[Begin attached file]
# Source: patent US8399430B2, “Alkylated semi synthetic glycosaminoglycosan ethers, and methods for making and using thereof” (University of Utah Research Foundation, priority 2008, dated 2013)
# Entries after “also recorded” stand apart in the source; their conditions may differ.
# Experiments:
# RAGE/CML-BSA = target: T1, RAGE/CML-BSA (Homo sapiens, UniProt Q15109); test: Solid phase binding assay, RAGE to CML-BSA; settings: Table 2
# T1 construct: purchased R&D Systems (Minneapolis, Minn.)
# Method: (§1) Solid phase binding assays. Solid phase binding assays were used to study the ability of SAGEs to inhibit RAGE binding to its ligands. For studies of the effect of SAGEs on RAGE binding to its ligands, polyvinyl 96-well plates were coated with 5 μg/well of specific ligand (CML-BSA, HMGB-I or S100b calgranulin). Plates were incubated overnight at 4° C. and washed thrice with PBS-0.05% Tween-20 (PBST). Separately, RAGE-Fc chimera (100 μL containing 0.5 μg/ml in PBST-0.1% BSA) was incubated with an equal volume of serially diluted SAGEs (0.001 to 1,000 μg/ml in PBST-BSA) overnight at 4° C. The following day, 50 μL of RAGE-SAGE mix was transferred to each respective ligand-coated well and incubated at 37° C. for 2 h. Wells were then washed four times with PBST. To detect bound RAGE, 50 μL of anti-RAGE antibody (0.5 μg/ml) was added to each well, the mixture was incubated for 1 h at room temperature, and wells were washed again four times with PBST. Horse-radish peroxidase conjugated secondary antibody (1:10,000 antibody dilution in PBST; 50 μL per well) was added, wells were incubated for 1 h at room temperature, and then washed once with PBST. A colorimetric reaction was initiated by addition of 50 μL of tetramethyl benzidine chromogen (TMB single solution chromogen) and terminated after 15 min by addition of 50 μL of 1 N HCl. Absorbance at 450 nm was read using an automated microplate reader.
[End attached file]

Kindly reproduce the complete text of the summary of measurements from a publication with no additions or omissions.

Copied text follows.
# Source: patent US8399430B2, “Alkylated semi synthetic glycosaminoglycosan ethers, and methods for making and using thereof” (University of Utah Research Foundation, priority 2008, dated 2013)
# Entries after “also recorded” stand apart in the source; their conditions may differ.
# Experiments:
# RAGE/CML-BSA = target: T1, RAGE/CML-BSA (Homo sapiens, UniProt Q15109); test: Solid phase binding assay, RAGE to CML-BSA; settings: Table 2
# T1 construct: purchased R&D Systems (Minneapolis, Minn.)
# Method: (§1) Solid phase binding assays. Solid phase binding assays were used to study the ability of SAGEs to inhibit RAGE binding to its ligands. For studies of the effect of SAGEs on RAGE binding to its ligands, polyvinyl 96-well plates were coated with 5 μg/well of specific ligand (CML-BSA, HMGB-I or S100b calgranulin). Plates were incubated overnight at 4° C. and washed thrice with PBS-0.05% Tween-20 (PBST). Separately, RAGE-Fc chimera (100 μL containing 0.5 μg/ml in PBST-0.1% BSA) was incubated with an equal volume of serially diluted SAGEs (0.001 to 1,000 μg/ml in PBST-BSA) overnight at 4° C. The following day, 50 μL of RAGE-SAGE mix was transferred to each respective ligand-coated well and incubated at 37° C. for 2 h. Wells were then washed four times with PBST. To detect bound RAGE, 50 μL of anti-RAGE antibody (0.5 μg/ml) was added to each well, the mixture was incubated for 1 h at room temperature, and wells were washed again four times with PBST. Horse-radish peroxidase conjugated secondary antibody (1:10,000 antibody dilution in PBST; 50 μL per well) was added, wells were incubated for 1 h at room temperature, and then washed once with PBST. A colorimetric reaction was initiated by addition of 50 μL of tetramethyl benzidine chromogen (TMB single solution chromogen) and terminated after 15 min by addition of 50 μL of 1 N HCl. Absorbance at 450 nm was read using an automated microplate reader.